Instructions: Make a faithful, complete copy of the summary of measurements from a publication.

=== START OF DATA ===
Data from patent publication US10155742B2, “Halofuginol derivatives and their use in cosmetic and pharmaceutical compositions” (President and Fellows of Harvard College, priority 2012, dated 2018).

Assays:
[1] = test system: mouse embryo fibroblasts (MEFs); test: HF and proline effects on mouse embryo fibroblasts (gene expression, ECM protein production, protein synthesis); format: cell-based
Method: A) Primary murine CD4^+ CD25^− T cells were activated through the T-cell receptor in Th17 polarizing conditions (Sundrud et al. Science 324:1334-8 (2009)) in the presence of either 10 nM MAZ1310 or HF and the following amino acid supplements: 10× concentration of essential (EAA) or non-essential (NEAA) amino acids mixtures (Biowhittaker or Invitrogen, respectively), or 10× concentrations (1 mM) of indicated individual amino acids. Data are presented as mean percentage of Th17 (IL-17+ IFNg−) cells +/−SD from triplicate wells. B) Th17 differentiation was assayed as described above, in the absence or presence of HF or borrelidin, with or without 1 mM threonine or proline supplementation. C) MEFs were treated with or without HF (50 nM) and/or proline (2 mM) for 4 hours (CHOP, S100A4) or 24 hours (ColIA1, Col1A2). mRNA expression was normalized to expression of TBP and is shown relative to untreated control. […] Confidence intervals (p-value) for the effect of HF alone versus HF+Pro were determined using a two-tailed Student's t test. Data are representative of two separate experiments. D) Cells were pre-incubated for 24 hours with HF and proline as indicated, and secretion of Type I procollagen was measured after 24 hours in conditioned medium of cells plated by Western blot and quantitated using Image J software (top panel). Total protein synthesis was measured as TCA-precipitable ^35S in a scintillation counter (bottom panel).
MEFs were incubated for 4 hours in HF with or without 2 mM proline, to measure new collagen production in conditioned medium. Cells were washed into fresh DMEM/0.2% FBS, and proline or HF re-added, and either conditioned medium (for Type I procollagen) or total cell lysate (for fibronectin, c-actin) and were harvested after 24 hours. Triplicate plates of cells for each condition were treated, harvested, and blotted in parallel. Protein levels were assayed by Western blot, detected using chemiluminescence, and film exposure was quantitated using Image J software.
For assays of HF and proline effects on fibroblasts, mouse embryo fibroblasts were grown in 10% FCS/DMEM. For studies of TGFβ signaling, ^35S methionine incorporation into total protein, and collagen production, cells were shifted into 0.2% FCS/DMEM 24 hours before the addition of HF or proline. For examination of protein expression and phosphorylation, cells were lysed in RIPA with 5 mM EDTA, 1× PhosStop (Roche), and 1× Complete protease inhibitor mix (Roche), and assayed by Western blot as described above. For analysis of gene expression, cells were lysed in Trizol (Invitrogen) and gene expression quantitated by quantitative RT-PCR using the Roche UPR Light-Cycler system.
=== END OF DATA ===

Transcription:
Data from patent publication US10155742B2, “Halofuginol derivatives and their use in cosmetic and pharmaceutical compositions” (President and Fellows of Harvard College, priority 2012, dated 2018).

Assays:
[1] = test system: mouse embryo fibroblasts (MEFs); test: HF and proline effects on mouse embryo fibroblasts (gene expression, ECM protein production, protein synthesis); format: cell-based
Method: A) Primary murine CD4^+ CD25^− T cells were activated through the T-cell receptor in Th17 polarizing conditions (Sundrud et al. Science 324:1334-8 (2009)) in the presence of either 10 nM MAZ1310 or HF and the following amino acid supplements: 10× concentration of essential (EAA) or non-essential (NEAA) amino acids mixtures (Biowhittaker or Invitrogen, respectively), or 10× concentrations (1 mM) of indicated individual amino acids. Data are presented as mean percentage of Th17 (IL-17+ IFNg−) cells +/−SD from triplicate wells. B) Th17 differentiation was assayed as described above, in the absence or presence of HF or borrelidin, with or without 1 mM threonine or proline supplementation. C) MEFs were treated with or without HF (50 nM) and/or proline (2 mM) for 4 hours (CHOP, S100A4) or 24 hours (ColIA1, Col1A2). mRNA expression was normalized to expression of TBP and is shown relative to untreated control. […] Confidence intervals (p-value) for the effect of HF alone versus HF+Pro were determined using a two-tailed Student's t test. Data are representative of two separate experiments. D) Cells were pre-incubated for 24 hours with HF and proline as indicated, and secretion of Type I procollagen was measured after 24 hours in conditioned medium of cells plated by Western blot and quantitated using Image J software (top panel). Total protein synthesis was measured as TCA-precipitable ^35S in a scintillation counter (bottom panel).
MEFs were incubated for 4 hours in HF with or without 2 mM proline, to measure new collagen production in conditioned medium. Cells were washed into fresh DMEM/0.2% FBS, and proline or HF re-added, and either conditioned medium (for Type I procollagen) or total cell lysate (for fibronectin, c-actin) and were harvested after 24 hours. Triplicate plates of cells for each condition were treated, harvested, and blotted in parallel. Protein levels were assayed by Western blot, detected using chemiluminescence, and film exposure was quantitated using Image J software.
For assays of HF and proline effects on fibroblasts, mouse embryo fibroblasts were grown in 10% FCS/DMEM. For studies of TGFβ signaling, ^35S methionine incorporation into total protein, and collagen production, cells were shifted into 0.2% FCS/DMEM 24 hours before the addition of HF or proline. For examination of protein expression and phosphorylation, cells were lysed in RIPA with 5 mM EDTA, 1× PhosStop (Roche), and 1× Complete protease inhibitor mix (Roche), and assayed by Western blot as described above. For analysis of gene expression, cells were lysed in Trizol (Invitrogen) and gene expression quantitated by quantitative RT-PCR using the Roche UPR Light-Cycler system.